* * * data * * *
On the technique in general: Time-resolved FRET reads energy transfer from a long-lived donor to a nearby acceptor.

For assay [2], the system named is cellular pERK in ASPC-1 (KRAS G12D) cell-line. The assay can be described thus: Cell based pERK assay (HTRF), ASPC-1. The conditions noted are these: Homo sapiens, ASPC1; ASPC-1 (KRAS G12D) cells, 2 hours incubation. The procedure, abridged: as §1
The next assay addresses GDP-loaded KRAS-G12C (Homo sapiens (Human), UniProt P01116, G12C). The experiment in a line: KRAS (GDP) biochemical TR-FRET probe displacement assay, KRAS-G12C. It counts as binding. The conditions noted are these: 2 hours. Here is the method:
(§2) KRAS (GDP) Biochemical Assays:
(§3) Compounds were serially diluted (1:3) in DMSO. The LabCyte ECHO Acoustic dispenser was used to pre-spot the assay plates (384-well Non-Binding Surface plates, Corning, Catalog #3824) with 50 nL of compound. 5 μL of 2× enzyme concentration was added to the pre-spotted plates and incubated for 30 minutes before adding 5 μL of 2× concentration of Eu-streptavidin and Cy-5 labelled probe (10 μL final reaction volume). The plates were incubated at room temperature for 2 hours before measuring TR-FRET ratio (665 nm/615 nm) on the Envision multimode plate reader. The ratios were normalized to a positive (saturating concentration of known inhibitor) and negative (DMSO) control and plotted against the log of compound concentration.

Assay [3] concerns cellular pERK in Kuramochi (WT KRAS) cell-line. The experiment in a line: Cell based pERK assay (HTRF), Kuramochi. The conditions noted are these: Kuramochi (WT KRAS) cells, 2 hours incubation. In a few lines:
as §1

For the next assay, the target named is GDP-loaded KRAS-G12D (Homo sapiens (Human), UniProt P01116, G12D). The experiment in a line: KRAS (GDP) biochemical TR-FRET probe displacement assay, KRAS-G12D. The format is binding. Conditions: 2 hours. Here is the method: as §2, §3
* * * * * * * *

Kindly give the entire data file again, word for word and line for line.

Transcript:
On the technique in general: Time-resolved FRET reads energy transfer from a long-lived donor to a nearby acceptor.

For assay [2], the system named is cellular pERK in ASPC-1 (KRAS G12D) cell-line. The assay can be described thus: Cell based pERK assay (HTRF), ASPC-1. The conditions noted are these: Homo sapiens, ASPC1; ASPC-1 (KRAS G12D) cells, 2 hours incubation. The procedure, abridged: as §1
The next assay addresses GDP-loaded KRAS-G12C (Homo sapiens (Human), UniProt P01116, G12C). The experiment in a line: KRAS (GDP) biochemical TR-FRET probe displacement assay, KRAS-G12C. It counts as binding. The conditions noted are these: 2 hours. Here is the method:
(§2) KRAS (GDP) Biochemical Assays:
(§3) Compounds were serially diluted (1:3) in DMSO. The LabCyte ECHO Acoustic dispenser was used to pre-spot the assay plates (384-well Non-Binding Surface plates, Corning, Catalog #3824) with 50 nL of compound. 5 μL of 2× enzyme concentration was added to the pre-spotted plates and incubated for 30 minutes before adding 5 μL of 2× concentration of Eu-streptavidin and Cy-5 labelled probe (10 μL final reaction volume). The plates were incubated at room temperature for 2 hours before measuring TR-FRET ratio (665 nm/615 nm) on the Envision multimode plate reader. The ratios were normalized to a positive (saturating concentration of known inhibitor) and negative (DMSO) control and plotted against the log of compound concentration.

Assay [3] concerns cellular pERK in Kuramochi (WT KRAS) cell-line. The experiment in a line: Cell based pERK assay (HTRF), Kuramochi. The conditions noted are these: Kuramochi (WT KRAS) cells, 2 hours incubation. In a few lines:
as §1

For the next assay, the target named is GDP-loaded KRAS-G12D (Homo sapiens (Human), UniProt P01116, G12D). The experiment in a line: KRAS (GDP) biochemical TR-FRET probe displacement assay, KRAS-G12D. The format is binding. Conditions: 2 hours. Here is the method: as §2, §3